Bloomberg’s war on the N.R.A. versus Schumer’s majority

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"The N.R.A. is going down," according to the cover of the new New Republic.

The story, by Alec MacGillis, gives considerable credit for the National Rifle Association's impending demise to Mayor Michael Bloomberg and the vast resources he's preparing to deploy on behalf of new gun laws.

MacGillis says Bloomberg "is planning to hit the airwaves on a scale Washington has not fully grasped."

But there's a big gamble built in to Bloomberg's approach, which is premised on the idea that it's possible simultaneously to empower the Republican Party (by opposing vulnerable Democrats) and move Washington toward gun control. 

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As Michael Scherer notes, Bloomberg is essentially doing battle with other partisans of gun control, targeting red-state Democrats like Arkansas senator Mark Pryor, while other gun control advocates try desperately to preserve Democratic control of the Senate.

"The disagreement poses a dilemma for supporters of gun control for which there is no clear answer: Is it better to teach wavering Democrats that there is a cost to voting against gun control, even if it jeopardizes Democratic control of the Senate, which is needed to enact gun control? Or is it better to maintain Democratic Senate control even if it means that some red-state Democrats are more likely to vote against gun control to protect their right flank?"

The mayor has previously told the Democratic leadership, effectively, tough luck.

And again, this week, his team had a ready answer to their complaints.

“The fact that a Republican would get elected is irrelevant to our cause,” Howard Wolfson, a top adviser to the mayor, told the New Republic. “On this issue, a Republican would not be worse.”

That kind of statement reflects an evolution in Bloomberg's spending; the millions he spent in 2012 did not use guns as the sole criterion for his support.

But looking only at Pryor's background check vote also ignores the fact he supported extending the assault weapons ban in 2004, and carries only a C-minus rating from the N.R.A.

Arkansas' four House members, all Republicans, each have an A-rating from the N.R.A., as does Pryor's Republican colleague, Sen. John Boozman.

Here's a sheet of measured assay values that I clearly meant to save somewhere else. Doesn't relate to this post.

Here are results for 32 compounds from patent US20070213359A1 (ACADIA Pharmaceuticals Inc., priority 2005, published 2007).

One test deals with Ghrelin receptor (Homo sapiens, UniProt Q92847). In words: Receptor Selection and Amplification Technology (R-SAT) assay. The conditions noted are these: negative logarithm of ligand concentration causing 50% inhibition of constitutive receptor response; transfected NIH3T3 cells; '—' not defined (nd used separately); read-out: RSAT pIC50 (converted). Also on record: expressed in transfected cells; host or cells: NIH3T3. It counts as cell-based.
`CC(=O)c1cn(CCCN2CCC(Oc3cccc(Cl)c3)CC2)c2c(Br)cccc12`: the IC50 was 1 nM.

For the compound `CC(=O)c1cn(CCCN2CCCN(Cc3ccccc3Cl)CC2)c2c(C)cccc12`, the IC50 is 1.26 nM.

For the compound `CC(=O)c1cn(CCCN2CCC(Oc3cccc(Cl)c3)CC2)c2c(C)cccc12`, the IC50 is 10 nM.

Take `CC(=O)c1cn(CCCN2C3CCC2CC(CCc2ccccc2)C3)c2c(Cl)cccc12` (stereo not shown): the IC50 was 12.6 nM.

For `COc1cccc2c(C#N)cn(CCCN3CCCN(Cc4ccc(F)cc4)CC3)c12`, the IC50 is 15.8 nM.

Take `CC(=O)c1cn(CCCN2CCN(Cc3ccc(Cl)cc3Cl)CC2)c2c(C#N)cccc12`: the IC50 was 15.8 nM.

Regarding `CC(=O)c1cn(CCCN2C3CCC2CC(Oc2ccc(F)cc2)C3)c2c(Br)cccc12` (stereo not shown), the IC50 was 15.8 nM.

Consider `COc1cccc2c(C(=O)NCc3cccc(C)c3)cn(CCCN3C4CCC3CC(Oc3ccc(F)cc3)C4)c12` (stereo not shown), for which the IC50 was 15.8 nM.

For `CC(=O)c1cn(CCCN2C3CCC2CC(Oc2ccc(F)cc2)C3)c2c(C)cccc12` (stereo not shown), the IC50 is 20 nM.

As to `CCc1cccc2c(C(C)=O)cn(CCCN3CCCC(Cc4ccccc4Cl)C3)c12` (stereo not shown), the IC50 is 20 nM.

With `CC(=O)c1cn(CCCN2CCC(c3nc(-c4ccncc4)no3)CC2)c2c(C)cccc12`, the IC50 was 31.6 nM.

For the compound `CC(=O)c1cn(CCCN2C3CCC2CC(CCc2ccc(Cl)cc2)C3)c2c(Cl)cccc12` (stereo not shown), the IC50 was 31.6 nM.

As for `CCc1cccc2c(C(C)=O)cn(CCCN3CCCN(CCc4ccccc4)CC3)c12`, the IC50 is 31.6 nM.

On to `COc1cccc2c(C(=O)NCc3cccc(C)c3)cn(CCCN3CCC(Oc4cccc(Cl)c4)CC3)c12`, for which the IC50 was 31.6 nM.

A Republican replacement would probably be significantly more pro-gun than Pryor, and a Senate controlled by Republicans would likely be much more inclined toward N.R.A. priorities than a Democratic one.

Tipping the balance could come with real costs. The N.R.A. has a long list of bottled-up legislative goals, starting with reciprocity for concealed-carry permits, a measure which Bloomberg has vocally opposed. (Though Bloomberg's side would appear to have a backstop in President Obama.)

Bloomberg's determination to get a scalp comes at an inconvenient time for Democrats, who are trying to defend their gains in 2008, when President Obama's coattails helped elect Democrats in otherwise red states.

That leaves very few vulnerable Republicans for Bloomberg, who hates appearing partisan, to target along with Democrats.

It also puts him in direct conflict with Sen. Chuck Schumer, a leading national voice (since long before Bloomberg enterested politics) for gun control who helped guide the party's victories in 2008 as head of the Democratic Senatorial Campaign Committee.

Schumer, who happens to be Wolfson's former boss, has publicly praised the mayor's contribution to the gun control cause, but has sometimes declined to comment on the mayor's specific tactics.

Reducing Schumer, who ranks third in the Senate's leadership, to the minority party would seem to have all sorts of far-reaching effects for Democratic priorities and for New York.

But with Bloomberg determined to match the N.R.A.'s narrow focus, none of that matters now.